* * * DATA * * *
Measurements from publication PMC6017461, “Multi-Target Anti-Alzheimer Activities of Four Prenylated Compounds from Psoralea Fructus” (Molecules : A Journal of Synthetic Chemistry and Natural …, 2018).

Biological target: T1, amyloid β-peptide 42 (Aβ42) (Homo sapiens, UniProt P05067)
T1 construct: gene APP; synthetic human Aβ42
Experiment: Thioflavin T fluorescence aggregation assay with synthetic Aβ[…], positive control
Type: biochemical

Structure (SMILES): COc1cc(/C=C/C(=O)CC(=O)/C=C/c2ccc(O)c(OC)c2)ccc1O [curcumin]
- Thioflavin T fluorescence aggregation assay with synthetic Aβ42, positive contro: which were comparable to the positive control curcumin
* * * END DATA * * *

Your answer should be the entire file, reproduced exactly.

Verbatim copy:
Measurements from publication PMC6017461, “Multi-Target Anti-Alzheimer Activities of Four Prenylated Compounds from Psoralea Fructus” (Molecules : A Journal of Synthetic Chemistry and Natural …, 2018).

Biological target: T1, amyloid β-peptide 42 (Aβ42) (Homo sapiens, UniProt P05067)
T1 construct: gene APP; synthetic human Aβ42
Experiment: Thioflavin T fluorescence aggregation assay with synthetic Aβ[…], positive control
Type: biochemical

Structure (SMILES): COc1cc(/C=C/C(=O)CC(=O)/C=C/c2ccc(O)c(OC)c2)ccc1O [curcumin]
- Thioflavin T fluorescence aggregation assay with synthetic Aβ42, positive contro: which were comparable to the positive control curcumin